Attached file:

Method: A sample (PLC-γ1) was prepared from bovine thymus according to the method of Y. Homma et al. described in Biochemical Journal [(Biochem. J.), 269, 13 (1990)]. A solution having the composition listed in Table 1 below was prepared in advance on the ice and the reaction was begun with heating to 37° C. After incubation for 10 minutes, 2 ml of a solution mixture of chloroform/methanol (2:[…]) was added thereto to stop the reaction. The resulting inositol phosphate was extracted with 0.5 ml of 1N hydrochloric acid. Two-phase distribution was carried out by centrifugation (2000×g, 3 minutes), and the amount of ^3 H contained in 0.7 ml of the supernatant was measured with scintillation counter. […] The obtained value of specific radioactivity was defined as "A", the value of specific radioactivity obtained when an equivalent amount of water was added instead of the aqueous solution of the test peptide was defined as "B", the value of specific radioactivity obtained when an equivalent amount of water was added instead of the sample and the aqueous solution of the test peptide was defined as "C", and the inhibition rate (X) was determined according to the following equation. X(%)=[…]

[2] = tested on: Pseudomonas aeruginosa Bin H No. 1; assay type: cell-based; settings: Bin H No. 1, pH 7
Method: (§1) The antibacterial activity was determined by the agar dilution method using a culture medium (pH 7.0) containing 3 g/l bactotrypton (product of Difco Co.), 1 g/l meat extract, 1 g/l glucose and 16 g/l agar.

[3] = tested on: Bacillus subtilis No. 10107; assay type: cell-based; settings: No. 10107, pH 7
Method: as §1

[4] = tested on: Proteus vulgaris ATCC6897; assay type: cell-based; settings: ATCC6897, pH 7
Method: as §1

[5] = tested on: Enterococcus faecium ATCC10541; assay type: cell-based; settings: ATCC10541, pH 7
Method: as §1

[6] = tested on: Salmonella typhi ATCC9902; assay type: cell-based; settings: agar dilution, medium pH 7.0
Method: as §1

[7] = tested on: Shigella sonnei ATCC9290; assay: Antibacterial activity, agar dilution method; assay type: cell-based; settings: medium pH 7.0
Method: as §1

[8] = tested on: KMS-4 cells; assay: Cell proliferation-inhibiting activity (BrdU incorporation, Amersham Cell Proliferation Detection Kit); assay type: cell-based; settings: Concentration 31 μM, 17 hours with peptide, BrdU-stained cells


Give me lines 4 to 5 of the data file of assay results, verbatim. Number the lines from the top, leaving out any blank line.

[3] = tested on: Bacillus subtilis No. 10107; assay type: cell-based; settings: No. 10107, pH 7
Method: as §1